Thousands flee as Hurricane Ike's 'wall of water' threatens Texas

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Hurricane Ike is close to striking the densely populated Texas coast near Houston in what may be the worst storm to hit the state in nearly 50 years.

Ike was likely to come ashore early today as a dangerous category 3 storm on the five-step intensity scale, with winds of more than 111mph, the US National Hurricane Centre said. A 20ft wave is expected to strike the coast.

Yesterday, the storm had been classed as category 2, with winds of 105mph.

The National Weather Service warned that people who do not take heed of the evacuation orders "may face certain death" and many homes of average construction on the coast will be destroyed. Hundreds of thousands fled the island city of Galveston and evacuation orders have been issued for low-lying counties as authorities urged people to move before the winds started to make car travel dangerous.

"If you think you want to ride out the storm, and you're looking at a 20ft wall of water coming at you, you better think again," said Bill White, Houston's Mayor.

In Galveston, the site of a hurricane in 1900 that was the deadliest weather disaster in American history, the surf pounded the sea wall and splashed over the coast road. "I've never seen it like that before. I'm scared, I'm leaving," said Roy Patel, the manager of the Economy Motel on the sea front, before boarding up the office and heading to the mainland by car.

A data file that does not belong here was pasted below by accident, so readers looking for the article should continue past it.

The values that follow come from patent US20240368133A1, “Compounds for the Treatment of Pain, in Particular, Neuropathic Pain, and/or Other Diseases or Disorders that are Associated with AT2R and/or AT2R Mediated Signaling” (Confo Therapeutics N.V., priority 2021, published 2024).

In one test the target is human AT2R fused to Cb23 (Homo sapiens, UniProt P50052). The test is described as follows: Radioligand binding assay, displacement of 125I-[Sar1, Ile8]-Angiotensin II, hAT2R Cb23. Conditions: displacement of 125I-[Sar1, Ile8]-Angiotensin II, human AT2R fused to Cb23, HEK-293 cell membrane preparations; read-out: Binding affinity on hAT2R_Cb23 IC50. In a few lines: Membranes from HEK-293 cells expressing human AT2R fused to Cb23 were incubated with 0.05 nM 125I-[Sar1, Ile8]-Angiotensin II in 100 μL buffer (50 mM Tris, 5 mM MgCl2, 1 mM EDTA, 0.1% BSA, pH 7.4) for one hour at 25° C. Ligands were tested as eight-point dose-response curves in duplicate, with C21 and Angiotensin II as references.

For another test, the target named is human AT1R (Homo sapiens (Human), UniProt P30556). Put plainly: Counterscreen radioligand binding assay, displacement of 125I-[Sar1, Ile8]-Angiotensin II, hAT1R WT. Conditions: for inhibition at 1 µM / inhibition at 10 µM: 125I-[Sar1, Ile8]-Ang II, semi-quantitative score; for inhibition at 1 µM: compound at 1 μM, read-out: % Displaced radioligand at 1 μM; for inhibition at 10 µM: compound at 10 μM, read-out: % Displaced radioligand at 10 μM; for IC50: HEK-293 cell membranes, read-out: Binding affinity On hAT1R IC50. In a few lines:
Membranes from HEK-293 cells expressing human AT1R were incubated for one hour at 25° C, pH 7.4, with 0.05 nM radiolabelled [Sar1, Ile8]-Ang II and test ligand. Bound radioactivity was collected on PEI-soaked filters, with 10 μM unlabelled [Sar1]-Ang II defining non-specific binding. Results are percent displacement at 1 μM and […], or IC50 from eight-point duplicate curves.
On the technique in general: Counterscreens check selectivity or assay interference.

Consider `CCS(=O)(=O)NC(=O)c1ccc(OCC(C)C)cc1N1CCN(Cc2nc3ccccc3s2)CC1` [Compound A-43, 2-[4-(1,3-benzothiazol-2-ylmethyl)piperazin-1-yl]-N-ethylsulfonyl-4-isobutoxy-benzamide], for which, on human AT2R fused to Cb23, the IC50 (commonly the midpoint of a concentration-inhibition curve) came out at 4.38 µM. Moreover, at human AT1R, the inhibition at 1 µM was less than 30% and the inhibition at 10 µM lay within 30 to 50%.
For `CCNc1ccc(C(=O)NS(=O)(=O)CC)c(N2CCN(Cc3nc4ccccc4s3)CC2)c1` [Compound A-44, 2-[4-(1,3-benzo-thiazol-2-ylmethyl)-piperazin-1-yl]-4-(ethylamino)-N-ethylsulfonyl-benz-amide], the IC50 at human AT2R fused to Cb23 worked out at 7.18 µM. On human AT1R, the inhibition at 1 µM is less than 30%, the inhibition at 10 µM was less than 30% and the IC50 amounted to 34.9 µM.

In central Houston, the administrative hub of the US oil industry, about 50 miles inland from Galveston, businesses closed and boarded up windows on Thursday night. But officials said most residents should "shelter in place" since the city is some 50 feet above sea level.

Several oil refineries in Galveston Bay, which account for 12 per cent of US capacity, were in the storm's likely path. American crude futures rose $0.50 to $101.38 a barrel while weather forecasters at Planalytics predicted "major and long-term damage likely at the major refining cities".

Ike comes 10 days after Hurricane Gustav pounded the Louisiana coast and sent two million people fleeing. It spared New Orleans, which is still struggling with the destruction of Hurricane Katrina in 2005. Ike is predicted to be bigger than Katrina and winds could extend out up to 120 miles.

By midday yesterday, the hurricane centre said Ike was 230 miles south-east of Galveston, moving west-northwest at 13mph.

Some people, however, have said that they would not leave. "We have pets, we can't travel," said Monette Baugh, clutching her poodle as she walked the Galveston sea wall. "They have a tendency to exaggerate. But yes, this is scary."